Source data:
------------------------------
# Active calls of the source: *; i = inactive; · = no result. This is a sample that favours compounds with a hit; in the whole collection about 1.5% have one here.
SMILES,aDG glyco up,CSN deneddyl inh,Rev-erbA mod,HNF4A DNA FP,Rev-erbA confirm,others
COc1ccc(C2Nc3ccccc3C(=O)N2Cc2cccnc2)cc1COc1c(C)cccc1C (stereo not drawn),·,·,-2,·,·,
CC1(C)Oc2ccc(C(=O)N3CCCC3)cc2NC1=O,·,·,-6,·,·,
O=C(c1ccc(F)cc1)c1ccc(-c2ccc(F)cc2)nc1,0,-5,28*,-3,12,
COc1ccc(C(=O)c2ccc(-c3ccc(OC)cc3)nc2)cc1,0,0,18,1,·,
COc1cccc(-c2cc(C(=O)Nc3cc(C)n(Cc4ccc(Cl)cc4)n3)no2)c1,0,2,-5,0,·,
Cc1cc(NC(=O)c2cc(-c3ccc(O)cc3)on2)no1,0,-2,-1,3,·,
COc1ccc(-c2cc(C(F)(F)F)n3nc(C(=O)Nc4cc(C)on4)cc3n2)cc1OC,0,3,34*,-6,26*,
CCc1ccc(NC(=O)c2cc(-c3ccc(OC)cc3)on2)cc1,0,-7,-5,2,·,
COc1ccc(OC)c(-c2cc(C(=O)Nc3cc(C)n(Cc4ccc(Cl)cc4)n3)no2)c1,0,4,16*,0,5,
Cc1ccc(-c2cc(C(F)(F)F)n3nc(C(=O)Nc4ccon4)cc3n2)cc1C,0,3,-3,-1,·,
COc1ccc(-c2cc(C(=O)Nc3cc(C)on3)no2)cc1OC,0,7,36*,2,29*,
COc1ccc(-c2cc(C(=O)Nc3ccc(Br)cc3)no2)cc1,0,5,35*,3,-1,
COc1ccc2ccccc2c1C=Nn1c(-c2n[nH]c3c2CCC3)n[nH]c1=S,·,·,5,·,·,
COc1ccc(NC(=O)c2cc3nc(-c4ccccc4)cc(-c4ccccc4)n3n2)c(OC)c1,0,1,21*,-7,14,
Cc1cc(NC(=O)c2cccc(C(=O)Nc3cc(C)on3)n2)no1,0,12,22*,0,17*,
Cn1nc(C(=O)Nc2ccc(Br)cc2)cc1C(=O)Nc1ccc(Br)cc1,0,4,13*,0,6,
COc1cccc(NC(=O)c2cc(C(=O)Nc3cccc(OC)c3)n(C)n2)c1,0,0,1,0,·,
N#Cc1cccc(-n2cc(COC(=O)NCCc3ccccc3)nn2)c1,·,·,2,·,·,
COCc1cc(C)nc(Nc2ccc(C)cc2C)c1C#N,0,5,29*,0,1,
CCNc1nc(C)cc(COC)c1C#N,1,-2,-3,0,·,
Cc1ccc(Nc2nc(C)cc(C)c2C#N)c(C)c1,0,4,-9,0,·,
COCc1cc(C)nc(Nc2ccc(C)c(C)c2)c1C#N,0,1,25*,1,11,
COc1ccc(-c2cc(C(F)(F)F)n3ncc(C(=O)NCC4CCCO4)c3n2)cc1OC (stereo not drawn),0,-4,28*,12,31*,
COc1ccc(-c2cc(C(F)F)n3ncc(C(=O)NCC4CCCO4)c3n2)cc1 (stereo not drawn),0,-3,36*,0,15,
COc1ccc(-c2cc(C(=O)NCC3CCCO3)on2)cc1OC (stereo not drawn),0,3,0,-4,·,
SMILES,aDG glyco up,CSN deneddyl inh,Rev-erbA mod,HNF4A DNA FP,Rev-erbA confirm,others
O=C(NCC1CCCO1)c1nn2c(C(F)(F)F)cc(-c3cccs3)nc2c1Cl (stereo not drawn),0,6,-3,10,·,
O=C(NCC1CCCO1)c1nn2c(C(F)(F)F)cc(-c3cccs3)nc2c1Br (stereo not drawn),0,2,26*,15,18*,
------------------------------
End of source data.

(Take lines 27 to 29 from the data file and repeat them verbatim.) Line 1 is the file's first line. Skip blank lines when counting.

COc1ccc(-c2cc(C(=O)NCC3CCCO3)on2)cc1OC (stereo not drawn),0,3,0,-4,·,
SMILES,aDG glyco up,CSN deneddyl inh,Rev-erbA mod,HNF4A DNA FP,Rev-erbA confirm,others
O=C(NCC1CCCO1)c1nn2c(C(F)(F)F)cc(-c3cccs3)nc2c1Cl (stereo not drawn),0,6,-3,10,·,